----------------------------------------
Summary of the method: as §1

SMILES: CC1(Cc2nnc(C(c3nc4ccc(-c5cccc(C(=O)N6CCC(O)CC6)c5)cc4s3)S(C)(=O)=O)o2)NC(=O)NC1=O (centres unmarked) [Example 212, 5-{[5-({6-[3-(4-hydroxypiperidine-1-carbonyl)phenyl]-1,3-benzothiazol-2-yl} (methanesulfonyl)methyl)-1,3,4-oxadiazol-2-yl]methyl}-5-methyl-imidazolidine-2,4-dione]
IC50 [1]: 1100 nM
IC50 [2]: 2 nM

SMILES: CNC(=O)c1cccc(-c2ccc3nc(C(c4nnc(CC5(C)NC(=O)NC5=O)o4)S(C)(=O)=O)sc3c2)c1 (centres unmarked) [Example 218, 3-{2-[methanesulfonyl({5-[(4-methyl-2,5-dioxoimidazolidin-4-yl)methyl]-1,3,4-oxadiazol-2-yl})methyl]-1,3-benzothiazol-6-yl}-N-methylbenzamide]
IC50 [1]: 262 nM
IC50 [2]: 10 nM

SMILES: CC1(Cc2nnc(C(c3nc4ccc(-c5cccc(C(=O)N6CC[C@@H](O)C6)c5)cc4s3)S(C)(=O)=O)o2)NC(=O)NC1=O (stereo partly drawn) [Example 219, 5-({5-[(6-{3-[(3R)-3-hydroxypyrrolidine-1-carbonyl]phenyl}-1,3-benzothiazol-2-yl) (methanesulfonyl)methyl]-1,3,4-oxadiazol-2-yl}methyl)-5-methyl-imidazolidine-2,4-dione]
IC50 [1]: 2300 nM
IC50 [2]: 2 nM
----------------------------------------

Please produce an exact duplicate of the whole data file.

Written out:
Summary of the method: as §1

SMILES: CC1(Cc2nnc(C(c3nc4ccc(-c5cccc(C(=O)N6CCC(O)CC6)c5)cc4s3)S(C)(=O)=O)o2)NC(=O)NC1=O (centres unmarked) [Example 212, 5-{[5-({6-[3-(4-hydroxypiperidine-1-carbonyl)phenyl]-1,3-benzothiazol-2-yl} (methanesulfonyl)methyl)-1,3,4-oxadiazol-2-yl]methyl}-5-methyl-imidazolidine-2,4-dione]
IC50 [1]: 1100 nM
IC50 [2]: 2 nM

SMILES: CNC(=O)c1cccc(-c2ccc3nc(C(c4nnc(CC5(C)NC(=O)NC5=O)o4)S(C)(=O)=O)sc3c2)c1 (centres unmarked) [Example 218, 3-{2-[methanesulfonyl({5-[(4-methyl-2,5-dioxoimidazolidin-4-yl)methyl]-1,3,4-oxadiazol-2-yl})methyl]-1,3-benzothiazol-6-yl}-N-methylbenzamide]
IC50 [1]: 262 nM
IC50 [2]: 10 nM

SMILES: CC1(Cc2nnc(C(c3nc4ccc(-c5cccc(C(=O)N6CC[C@@H](O)C6)c5)cc4s3)S(C)(=O)=O)o2)NC(=O)NC1=O (stereo partly drawn) [Example 219, 5-({5-[(6-{3-[(3R)-3-hydroxypyrrolidine-1-carbonyl]phenyl}-1,3-benzothiazol-2-yl) (methanesulfonyl)methyl]-1,3,4-oxadiazol-2-yl}methyl)-5-methyl-imidazolidine-2,4-dione]
IC50 [1]: 2300 nM
IC50 [2]: 2 nM